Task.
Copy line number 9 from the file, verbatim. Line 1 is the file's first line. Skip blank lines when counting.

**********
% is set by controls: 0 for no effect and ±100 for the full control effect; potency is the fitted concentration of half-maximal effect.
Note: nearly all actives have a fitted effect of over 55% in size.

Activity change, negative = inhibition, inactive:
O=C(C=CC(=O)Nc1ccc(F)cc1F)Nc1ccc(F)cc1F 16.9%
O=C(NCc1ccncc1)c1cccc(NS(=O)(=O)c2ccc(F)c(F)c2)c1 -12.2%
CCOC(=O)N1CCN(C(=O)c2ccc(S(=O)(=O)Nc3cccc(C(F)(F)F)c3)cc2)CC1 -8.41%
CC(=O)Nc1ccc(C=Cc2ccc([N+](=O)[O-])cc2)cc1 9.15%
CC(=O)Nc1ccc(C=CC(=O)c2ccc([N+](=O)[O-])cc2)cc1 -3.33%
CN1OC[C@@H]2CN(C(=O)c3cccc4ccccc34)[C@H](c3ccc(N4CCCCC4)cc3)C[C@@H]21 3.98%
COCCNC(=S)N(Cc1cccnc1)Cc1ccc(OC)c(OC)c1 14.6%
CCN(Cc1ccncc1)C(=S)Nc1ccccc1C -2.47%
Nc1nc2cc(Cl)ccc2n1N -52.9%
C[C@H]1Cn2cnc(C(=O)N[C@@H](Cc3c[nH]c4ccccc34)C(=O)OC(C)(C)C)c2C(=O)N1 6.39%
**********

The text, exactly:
CN1OC[C@@H]2CN(C(=O)c3cccc4ccccc34)[C@H](c3ccc(N4CCCCC4)cc3)C[C@@H]21 3.98%